Google+ Southern Etiquette: Maid and Matron of Honor - Southern Weddings Magazine

Southern Weddings Magazine

We all know bridal parties are famously large in the South, and with the effort to squeeze out as many honorary positions as possible often comes dual roles: choosing both a maid AND matron of honor to stand by your side on the big day. Karen wrote us with a question about this potentially sticky situation:

Hello ladies!

One of my best friends is getting married this summer. She has asked her cousin to be matron of honor and has asked me to be maid of honor, and let me know that I would be very busy helping with things for the wedding because of my title. However, so far she has not spoken to me about any of the usual things a maid of honor would handle, and instead has spoken to her cousin. For example, she mentioned a wedding shower, and then said that she needed to talk to her cousin about more details. That was the first I had heard about the shower, which is fine, but I just don’t want both her cousin and I planning the same things. Can a maid and matron of honor share duties, or not? Another concern is that I’m in school, and so don’t have a lot of money to pay for events or activities, but still want to help in any way I can. All advice will be greatly appreciated!!

Karen, you are in good company! I think many maids and matrons of honor are confused about their duties even when they’re the only one in the role. And the tricky thing is, while there are general guidelines, every bride is a bit different in terms of what she expects or would like her honor attendants to do, which is a recipe for hurt feelings on both sides. So that’s my first piece of advice: Sit your friend down (virtually, if necessary!) and let her know that you’re honored to have been asked and look forward to celebrating this special time with her. Let her know that you’re more than happy to assist in any way you can, but that to do so well you would love for her to elaborate on what, exactly, she expects from you, as well as what her matron of honor will be taking care of. Hopefully that will start moving everyone toward being on the same page! If she’s comfortable putting you in touch with her cousin, that could be a great next step toward you two working together instead of around each other.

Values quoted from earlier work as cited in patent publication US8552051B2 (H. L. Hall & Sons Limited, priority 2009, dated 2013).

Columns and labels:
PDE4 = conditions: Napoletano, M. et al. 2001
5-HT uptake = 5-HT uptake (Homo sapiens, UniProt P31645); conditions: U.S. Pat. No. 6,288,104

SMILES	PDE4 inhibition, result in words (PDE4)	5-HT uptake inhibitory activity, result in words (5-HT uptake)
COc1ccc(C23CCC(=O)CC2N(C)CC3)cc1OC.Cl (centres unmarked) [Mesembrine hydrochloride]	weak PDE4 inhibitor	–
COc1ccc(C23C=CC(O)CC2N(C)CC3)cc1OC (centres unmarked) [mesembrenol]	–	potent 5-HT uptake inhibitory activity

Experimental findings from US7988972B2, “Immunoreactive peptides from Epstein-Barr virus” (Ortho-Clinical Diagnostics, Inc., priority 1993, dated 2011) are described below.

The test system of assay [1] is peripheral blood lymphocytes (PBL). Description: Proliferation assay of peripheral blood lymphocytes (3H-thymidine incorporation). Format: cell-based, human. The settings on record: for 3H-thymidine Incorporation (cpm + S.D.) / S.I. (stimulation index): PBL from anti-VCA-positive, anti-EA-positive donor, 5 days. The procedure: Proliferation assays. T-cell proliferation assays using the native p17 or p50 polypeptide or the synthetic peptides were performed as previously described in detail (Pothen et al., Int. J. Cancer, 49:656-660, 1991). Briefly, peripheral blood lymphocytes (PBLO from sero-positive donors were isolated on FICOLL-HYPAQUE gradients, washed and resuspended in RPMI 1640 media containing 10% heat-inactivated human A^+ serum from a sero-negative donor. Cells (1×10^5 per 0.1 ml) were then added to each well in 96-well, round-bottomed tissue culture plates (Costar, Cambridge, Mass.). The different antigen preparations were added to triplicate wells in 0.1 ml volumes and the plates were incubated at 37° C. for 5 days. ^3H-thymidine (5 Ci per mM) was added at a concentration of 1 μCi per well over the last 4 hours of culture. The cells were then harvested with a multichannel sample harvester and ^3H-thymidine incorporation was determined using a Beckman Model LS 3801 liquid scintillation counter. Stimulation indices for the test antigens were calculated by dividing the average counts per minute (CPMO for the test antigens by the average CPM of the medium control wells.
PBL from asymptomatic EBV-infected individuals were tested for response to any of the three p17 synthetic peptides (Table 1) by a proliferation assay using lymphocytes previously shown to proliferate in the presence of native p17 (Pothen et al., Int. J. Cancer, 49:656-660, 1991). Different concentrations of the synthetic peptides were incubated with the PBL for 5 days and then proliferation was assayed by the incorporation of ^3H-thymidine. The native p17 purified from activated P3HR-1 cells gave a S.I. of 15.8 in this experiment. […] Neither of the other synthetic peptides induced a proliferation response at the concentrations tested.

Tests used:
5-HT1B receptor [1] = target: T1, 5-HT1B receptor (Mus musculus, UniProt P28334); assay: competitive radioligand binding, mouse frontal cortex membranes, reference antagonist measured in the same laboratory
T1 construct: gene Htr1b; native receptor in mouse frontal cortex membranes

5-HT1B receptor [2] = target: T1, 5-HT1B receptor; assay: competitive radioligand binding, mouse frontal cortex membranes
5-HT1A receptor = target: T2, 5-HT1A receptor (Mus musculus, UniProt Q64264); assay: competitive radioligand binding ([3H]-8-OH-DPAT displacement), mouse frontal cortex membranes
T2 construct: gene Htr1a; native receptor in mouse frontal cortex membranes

I also completely understand not being as financially able; the best thing to do is to be up front with your friend if she asks or asks something of you that you’re not capable of. And remember, joyful, thoughtful emotional support (and sometimes your donated time and labor!) is more priceless to a bride than expensive trips and gifts.

Jessica Lorren

In the meantime, for all those facing a maid or matron of honor position without prior experience, here’s our general guideline to typical duties:

Be willing to help in whatever way possible with wedding planning. If you live nearby, this could mean helping to address invitations or assemble programs. If you don’t, you might offer to set up vendor appointments or research florists.
Lend an ear during the engagement. Even the most cheerful bride will likely need an ear to listen or a shoulder to cry on at some point before her wedding. Weddings can be stressful — do what you can to alleviate that stress.
Help the bride select bridesmaids’ attire. Listen to and, if necessary, help squash, unreasonable grumblings from bridesmaids about said attire.
Make sure a shower and/or bachelorette are addressed. Make sure you ask the bride her wishes for these events, and then execute to the best of your ability with ample assistance from bridesmaids.
Organize bridesmaids’ gifts to the bride (if you’re giving one) and organize the bridesmaids’ luncheon (if you’re holding one). Brides sometimes like to host the luncheon themselves as a thank you to their ‘maids, so check with her before making plans.
Go into the wedding day over-prepared. More than any of the other ‘maids, it’s your responsibility to make sure you are aware of the timeline for the day, the order everyone will be walking down the aisle, where you’re taking portraits, etc. This way, the bride won’t be the only one fielding questions on her wedding morning, which can be very stressful.
Take control of the bride’s cell phone on the wedding morning. Of course, you’ll want to consult with the bride before you attempt to commandeer her phone, but setting up a sort of electronic forcefield around her while she’s getting ready means that only the truly important calls will get through.
Hold the groom’s wedding ring and the bride’s bouquet during the ceremony. Reposition her train if necessary.
Witness the signing of the marriage certificate.
Run interference. Between the bride and bridesmaids, between the bride and her mother-in-law, maybe even between her and the mother of the bride. Learn to be gracious, but firm. The skills of a diplomat are essential to successfully fulfilling this role.